Action | Shaw Entertainment | 95m | Rated: R
Directed By: Choi Jae-Hoon
Starring: Jang Hyuk, Lee Seo-young, Bang Eun-Jung
Synopsis: A retired hitman living a quiet life is told by his wife that he’ll be babysitting the teenage daughter of a friend she is going on a vacation with. An inconvenient, but simple task, until this young girl gets wrapped up in a human trafficking network headed by an organized crime syndicate.
I was recently speaking with a friend about missing a new, full throttle martial-arts flick in my life. So, I suppose if you wish for it, eventually it will come. Which is certainly the case with Jae-Hoon Choi’s The Killer. It can be hard to gauge expectations with certain international action thrillers. The United States certainly isn’t the only country with B-action movies after all. The trailers for this one though looked to deliver plenty of impressive action and after watching I can safely say it provided all I hoped for and more. It’s a simple premise. The plot doesn’t veer too far outside of the box as this former hitman is suddenly forced to babysit a teenager while his wife is out of town.
The Killer leans nicely into the more comical aspects of the story just slightly to create an engaging vibe while watching. Without undercutting the seriousness of the plot or the grittiness of the violent action. Jang Hyuk is awesome in the lead. On the character side, he’s able to convey so much emotion with a crisp minimalistic approach to his performance. He’s a bit cold, but the compassion is there and there is appeal in seeing him slowly open his heart to this young girl. It was a gradual arc that added a touch of endearment to what otherwise would’ve been another bloody actioner with simplistic story beats. Instead, you can genuinely invest in the characters. You can appreciate the morals of Hyuk’s Ui Gang, and while it may not be traditionally riveting. It is however more than enough to invest in and connect the fight sequences.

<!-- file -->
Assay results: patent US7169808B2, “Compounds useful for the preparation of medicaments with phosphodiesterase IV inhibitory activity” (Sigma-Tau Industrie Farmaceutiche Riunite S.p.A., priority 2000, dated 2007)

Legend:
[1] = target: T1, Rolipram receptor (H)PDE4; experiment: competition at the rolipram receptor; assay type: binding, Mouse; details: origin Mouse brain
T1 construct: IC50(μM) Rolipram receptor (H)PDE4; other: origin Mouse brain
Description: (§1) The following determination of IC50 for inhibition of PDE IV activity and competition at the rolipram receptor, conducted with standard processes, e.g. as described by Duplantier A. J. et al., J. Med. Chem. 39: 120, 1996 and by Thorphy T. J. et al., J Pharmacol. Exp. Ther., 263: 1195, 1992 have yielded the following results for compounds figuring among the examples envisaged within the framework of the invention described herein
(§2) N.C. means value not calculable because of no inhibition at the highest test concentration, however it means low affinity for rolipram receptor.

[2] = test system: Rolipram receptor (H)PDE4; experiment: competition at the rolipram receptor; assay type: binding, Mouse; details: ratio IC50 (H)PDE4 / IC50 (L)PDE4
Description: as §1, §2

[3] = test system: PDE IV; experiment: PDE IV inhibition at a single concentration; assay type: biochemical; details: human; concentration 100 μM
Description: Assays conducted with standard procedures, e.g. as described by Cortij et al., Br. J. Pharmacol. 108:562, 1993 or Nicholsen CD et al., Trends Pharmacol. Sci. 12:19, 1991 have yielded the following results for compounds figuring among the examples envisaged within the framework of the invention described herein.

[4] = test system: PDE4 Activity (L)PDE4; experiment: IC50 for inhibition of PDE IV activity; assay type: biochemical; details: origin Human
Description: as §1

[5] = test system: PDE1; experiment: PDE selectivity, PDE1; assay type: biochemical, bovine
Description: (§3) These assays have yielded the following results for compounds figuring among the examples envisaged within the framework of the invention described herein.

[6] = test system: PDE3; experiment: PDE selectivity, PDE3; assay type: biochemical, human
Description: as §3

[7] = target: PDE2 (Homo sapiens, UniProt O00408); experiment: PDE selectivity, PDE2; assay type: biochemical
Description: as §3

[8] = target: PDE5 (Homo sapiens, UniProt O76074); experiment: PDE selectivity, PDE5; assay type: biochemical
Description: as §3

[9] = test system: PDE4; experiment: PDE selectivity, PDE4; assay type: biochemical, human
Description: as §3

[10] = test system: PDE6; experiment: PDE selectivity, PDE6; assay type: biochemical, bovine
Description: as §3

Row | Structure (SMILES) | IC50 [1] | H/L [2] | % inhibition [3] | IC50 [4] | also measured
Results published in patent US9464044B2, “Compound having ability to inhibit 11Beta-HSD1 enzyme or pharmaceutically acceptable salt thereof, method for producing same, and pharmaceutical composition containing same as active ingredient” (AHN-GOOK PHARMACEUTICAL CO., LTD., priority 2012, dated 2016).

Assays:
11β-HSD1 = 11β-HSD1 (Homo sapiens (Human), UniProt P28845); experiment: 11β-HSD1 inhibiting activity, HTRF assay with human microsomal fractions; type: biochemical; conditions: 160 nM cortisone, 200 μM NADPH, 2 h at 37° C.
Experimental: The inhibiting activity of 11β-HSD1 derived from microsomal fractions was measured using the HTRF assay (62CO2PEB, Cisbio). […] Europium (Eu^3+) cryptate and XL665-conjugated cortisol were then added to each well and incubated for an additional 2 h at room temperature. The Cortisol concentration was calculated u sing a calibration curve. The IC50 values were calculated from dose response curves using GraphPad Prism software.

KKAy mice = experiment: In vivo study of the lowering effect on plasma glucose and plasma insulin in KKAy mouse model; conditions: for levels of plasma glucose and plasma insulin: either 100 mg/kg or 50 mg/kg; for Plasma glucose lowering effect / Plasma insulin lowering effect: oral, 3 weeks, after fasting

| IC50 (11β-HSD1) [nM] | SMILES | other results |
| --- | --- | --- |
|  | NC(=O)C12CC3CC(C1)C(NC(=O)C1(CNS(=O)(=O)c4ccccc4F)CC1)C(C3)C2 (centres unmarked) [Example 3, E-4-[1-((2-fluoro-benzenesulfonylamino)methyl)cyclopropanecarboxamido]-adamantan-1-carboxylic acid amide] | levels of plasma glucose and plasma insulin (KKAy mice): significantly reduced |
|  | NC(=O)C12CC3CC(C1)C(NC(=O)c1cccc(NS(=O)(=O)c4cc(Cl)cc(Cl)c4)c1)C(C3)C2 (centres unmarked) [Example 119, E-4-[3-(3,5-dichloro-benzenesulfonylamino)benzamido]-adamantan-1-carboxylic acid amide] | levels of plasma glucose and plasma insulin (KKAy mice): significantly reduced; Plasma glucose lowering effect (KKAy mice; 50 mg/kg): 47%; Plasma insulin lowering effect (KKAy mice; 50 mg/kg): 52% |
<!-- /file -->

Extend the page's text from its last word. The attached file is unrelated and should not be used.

There is no doubt the most important dynamic in a film like this is the quality of the action. Fortunately, outside of Hyuk’s well-rounded performance, the action is the best aspect of The Killer. The fight-choreography, the intricacy of it all, and how it’s captured on camera blend together to result in a string of fluid and completely visceral set-pieces flaunting Hyuk as he takes out bad guy after bad guy like a true killing machine as he sets out to protect this young girl. The showdowns and brawls showcase a variety of weaponry and backdrops to keep the fighting and violence fresh. The stunt work is polished and gives it all a realistic impression to have you up on edge. Hyuk is in the middle of it all and you are right there with him as he dispenses carnage with an effortless demeanor.
Final Verdict: The Killer is a stylish actioner with endless attitude and swagger. The visual appeal is impressive as Hyuk takes on waves of enemies to bold and vibrant backdrops. There surely are familiar elements to this movie but the skilled and imaginative choreography, the gritty martial-arts, and frequent gunplay, equals a satisfying film that will definitely entertain fans of the subgenre.
Anthony J. Digioia II © 2022 SilverScreen Analysis. All Rights Reserved.